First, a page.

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Monday, May 2, 2016

Area residents could receive tax reduction

Friday, November 9, 2007

Some Clay County residents will be receiving an additional reduction in their tax bills.

Last week, the Indiana Department of Local Government Finance (DLGF) announced the certified 2007 Homestead Refund Percentage Rates by taxing district and total amounts to be sent to each county.

The rates were calculated by a formula based, in part, on how many homeowners were eligible for the exemption.

"In order to qualify for the Homestead Credit, a person must own or have a substantial interest in the property, own the home itself and have the home be their primary residence," Clay County Auditor Mary Jo Alumbaugh said. "Also, this credit is not automatically given, the individual must apply for the credit."

The state is distributing a total of $300 million in tax rebates to the 92 counties, and Clay County will be receiving $878,307 of the total amount.

The rebates are in addition to the amount of credit already on the current tax bills.

"Some residents will be receiving a little more back," Alumbaugh said. "We have until Dec. 20 to calculate the rebate for those who qualified for the credit. However, we have to collect all the taxes first and have the settlement of the taxes approved by the state before we can start the calculations."

On average, the Homestead Credit Refund percentage is 1.2651 percent higher than calculated on the tax bills sent out earlier this year.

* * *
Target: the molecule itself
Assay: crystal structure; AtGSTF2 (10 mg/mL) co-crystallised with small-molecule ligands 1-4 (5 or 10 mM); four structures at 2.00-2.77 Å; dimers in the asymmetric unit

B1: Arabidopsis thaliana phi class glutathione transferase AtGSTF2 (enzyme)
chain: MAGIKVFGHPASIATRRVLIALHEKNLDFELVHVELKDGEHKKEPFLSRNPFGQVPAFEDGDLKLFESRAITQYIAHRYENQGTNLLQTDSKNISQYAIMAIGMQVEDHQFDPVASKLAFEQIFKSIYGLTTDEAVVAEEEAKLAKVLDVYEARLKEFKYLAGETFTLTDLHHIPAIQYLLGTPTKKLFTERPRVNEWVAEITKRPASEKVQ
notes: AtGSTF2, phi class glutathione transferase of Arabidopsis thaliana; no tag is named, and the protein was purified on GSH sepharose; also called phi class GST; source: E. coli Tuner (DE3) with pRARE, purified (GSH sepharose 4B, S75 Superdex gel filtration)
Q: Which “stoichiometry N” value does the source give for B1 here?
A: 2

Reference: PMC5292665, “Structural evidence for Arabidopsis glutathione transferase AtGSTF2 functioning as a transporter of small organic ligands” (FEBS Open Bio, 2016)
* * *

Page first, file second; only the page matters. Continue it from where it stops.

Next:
"According to the DLGF, the general rule of thumb is that the rebate will be 5-10 percent higher than on their tax bill," Alumbaugh said. "The state average credit is about $240, so with the additional credit, the rebate would range from about $252-$264."

One problem many counties, including Clay County, will run into is the expense of mailing out the refunds.

"For the software to calculate the refund, postage, envelopes and the 8,000 checks we will have to send out, the county will have to spend approximately $9,486," Alumbaugh said. "This is an expense the county itself will have to eat."

The state said counties may earn interest on the funds they receive until the rebate checks are mailed, but Alumbaugh said the cost to the county will not be completely covered.

"Even with the funds earning interest for the 45 days from the day we receive it until the Dec. 20 deadline, the county will still need to cover about $4,162 of the total mailing costs," she said. "This is a good thing for the residents, but when things like this happen it creates an added unexpected cost to the tight-budgeted counties."



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